ECONOMYNEXT – Sri Lanka’s rupee is being offered a ‘market rates’ for large imports by banks as the central bank has effectively lifted convertibility in current transactions for extra money printed through its liquidity windows and failed Treasuries auctions.
Foreign banks are quoting a flat rate for 214/222 for telegraphic transfers and similar rates for currency notes.
Larger private banks are quoting rates of 206.50/211.00 for small value transactions. Smaller ones are quoting rates of 210/220 for telegraphic transfer and currency notes.
State run Bank of Ceylon is quoting a rate of 198.50/203.00 for transactions below 1,000 dollars or currency notes below 100 dollars.
Peoples’ Bank is offering 202.99 for small transaction of below 500 dollars.
Though a 30-year civil war ended in 2009, monetary policy had became increasingly more activist and discretionary since 2015, with interest rates being increasingly becoming a final target in highly discretionary policy, analysts have shown.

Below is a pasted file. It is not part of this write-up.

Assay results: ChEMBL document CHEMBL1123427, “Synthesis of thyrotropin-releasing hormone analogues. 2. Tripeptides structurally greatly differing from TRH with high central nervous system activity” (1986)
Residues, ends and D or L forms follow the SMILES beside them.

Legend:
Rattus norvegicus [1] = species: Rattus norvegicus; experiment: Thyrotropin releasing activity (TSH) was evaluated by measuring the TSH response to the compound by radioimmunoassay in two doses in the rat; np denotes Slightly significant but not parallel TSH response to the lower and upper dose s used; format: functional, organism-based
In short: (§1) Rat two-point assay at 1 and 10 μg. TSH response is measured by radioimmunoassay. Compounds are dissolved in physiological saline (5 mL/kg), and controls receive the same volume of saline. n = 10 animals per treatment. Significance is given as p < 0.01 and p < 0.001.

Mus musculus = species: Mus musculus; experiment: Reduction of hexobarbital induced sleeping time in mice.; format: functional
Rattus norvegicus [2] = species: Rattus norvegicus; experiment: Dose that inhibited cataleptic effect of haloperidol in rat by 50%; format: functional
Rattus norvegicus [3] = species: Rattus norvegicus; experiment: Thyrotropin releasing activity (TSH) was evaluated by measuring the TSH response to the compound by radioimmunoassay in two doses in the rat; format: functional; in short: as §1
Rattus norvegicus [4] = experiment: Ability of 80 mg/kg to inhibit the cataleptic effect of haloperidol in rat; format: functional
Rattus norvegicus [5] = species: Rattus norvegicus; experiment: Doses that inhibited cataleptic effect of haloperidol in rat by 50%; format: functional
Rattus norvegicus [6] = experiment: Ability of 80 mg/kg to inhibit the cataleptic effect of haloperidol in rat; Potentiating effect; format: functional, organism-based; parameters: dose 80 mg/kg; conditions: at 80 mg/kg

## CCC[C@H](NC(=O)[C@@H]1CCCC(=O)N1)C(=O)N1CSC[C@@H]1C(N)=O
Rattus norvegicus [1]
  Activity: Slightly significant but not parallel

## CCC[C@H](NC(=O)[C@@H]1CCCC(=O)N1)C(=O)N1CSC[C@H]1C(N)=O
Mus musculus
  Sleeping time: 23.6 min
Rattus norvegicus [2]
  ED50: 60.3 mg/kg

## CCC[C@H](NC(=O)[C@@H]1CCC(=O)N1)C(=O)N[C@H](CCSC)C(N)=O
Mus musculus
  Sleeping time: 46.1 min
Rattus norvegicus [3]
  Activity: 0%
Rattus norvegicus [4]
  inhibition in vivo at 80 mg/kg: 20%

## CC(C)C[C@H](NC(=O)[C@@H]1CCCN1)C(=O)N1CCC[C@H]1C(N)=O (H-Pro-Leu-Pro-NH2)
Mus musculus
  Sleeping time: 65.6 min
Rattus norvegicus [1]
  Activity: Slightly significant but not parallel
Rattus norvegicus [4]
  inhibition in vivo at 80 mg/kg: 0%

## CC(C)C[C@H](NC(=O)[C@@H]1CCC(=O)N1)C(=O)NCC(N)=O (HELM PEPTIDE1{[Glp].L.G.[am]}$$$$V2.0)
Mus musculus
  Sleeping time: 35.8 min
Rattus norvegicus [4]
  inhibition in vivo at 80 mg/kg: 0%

There is no spot rate in the market, with outright trades barred above 200 to the US dollars. Forward cover is banned and this week, a price control order was slapped on dollar interest rates.
Last week the central bank raised policy rates by 50 basis points to 6.0 percent as nation-wide inflation rose to 6.8 percent.
Bond markets have also become dysfunctional as players looked for direction with longer term bonds not in demand.
On Wednesday bond moved higher after a Treasury bill auction however only 2023 and 2024 bonds were liquid in the market.
A bond maturing on 15.11.23 closed at 7.00/10 per cent on Wednesday, up from 6.95/7.05 percent on Tuesday.
A bond maturing on 01.12.24 closed at 8.00/8.10 per cent on Wednesday, steady from 8.00/8.05 percent, a day earlier. (Colombo/Aug25/2021)